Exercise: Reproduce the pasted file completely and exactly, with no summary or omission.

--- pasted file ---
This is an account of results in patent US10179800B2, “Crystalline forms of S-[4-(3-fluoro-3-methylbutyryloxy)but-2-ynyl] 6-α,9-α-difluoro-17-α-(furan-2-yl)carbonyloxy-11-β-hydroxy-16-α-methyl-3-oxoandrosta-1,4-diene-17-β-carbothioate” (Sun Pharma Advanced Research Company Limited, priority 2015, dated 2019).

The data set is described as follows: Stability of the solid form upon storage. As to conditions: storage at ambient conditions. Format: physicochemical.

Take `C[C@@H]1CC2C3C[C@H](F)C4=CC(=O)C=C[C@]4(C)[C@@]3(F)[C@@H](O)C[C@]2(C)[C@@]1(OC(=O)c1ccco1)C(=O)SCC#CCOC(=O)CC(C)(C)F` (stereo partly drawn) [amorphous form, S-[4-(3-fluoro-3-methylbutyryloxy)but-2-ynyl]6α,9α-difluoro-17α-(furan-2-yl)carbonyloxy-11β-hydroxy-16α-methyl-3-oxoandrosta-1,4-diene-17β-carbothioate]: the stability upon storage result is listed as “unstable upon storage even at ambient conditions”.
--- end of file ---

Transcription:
This is an account of results in patent US10179800B2, “Crystalline forms of S-[4-(3-fluoro-3-methylbutyryloxy)but-2-ynyl] 6-α,9-α-difluoro-17-α-(furan-2-yl)carbonyloxy-11-β-hydroxy-16-α-methyl-3-oxoandrosta-1,4-diene-17-β-carbothioate” (Sun Pharma Advanced Research Company Limited, priority 2015, dated 2019).

The data set is described as follows: Stability of the solid form upon storage. As to conditions: storage at ambient conditions. Format: physicochemical.

Take `C[C@@H]1CC2C3C[C@H](F)C4=CC(=O)C=C[C@]4(C)[C@@]3(F)[C@@H](O)C[C@]2(C)[C@@]1(OC(=O)c1ccco1)C(=O)SCC#CCOC(=O)CC(C)(C)F` (stereo partly drawn) [amorphous form, S-[4-(3-fluoro-3-methylbutyryloxy)but-2-ynyl]6α,9α-difluoro-17α-(furan-2-yl)carbonyloxy-11β-hydroxy-16α-methyl-3-oxoandrosta-1,4-diene-17β-carbothioate]: the stability upon storage result is listed as “unstable upon storage even at ambient conditions”.